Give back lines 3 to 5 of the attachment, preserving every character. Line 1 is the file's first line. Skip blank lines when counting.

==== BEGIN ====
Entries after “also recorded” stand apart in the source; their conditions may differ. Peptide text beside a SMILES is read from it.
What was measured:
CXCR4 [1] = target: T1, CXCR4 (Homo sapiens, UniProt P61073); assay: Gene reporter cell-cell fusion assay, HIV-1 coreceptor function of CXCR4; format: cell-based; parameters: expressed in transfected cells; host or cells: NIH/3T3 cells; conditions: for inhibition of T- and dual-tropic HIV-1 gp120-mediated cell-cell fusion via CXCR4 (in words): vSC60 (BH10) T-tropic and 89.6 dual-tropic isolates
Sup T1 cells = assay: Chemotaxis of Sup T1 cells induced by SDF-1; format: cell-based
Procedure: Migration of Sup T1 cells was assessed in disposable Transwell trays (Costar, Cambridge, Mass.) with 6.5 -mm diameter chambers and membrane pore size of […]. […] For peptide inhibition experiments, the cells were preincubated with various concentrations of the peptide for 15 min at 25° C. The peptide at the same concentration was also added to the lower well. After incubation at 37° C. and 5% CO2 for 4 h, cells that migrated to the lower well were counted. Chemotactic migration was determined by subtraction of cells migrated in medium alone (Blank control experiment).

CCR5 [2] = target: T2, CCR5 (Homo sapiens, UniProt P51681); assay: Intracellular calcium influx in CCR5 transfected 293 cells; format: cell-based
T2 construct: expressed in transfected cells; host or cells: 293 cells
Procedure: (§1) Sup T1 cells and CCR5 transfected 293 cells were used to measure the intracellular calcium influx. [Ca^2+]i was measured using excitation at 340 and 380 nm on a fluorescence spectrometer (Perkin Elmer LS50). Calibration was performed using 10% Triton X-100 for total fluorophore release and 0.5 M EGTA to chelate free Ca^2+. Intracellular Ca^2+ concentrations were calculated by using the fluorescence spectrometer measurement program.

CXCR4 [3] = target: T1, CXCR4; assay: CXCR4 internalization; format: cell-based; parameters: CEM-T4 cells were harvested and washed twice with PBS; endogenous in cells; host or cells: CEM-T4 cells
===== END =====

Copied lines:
CXCR4 [1] = target: T1, CXCR4 (Homo sapiens, UniProt P61073); assay: Gene reporter cell-cell fusion assay, HIV-1 coreceptor function of CXCR4; format: cell-based; parameters: expressed in transfected cells; host or cells: NIH/3T3 cells; conditions: for inhibition of T- and dual-tropic HIV-1 gp120-mediated cell-cell fusion via CXCR4 (in words): vSC60 (BH10) T-tropic and 89.6 dual-tropic isolates
Sup T1 cells = assay: Chemotaxis of Sup T1 cells induced by SDF-1; format: cell-based
Procedure: Migration of Sup T1 cells was assessed in disposable Transwell trays (Costar, Cambridge, Mass.) with 6.5 -mm diameter chambers and membrane pore size of […]. […] For peptide inhibition experiments, the cells were preincubated with various concentrations of the peptide for 15 min at 25° C. The peptide at the same concentration was also added to the lower well. After incubation at 37° C. and 5% CO2 for 4 h, cells that migrated to the lower well were counted. Chemotactic migration was determined by subtraction of cells migrated in medium alone (Blank control experiment).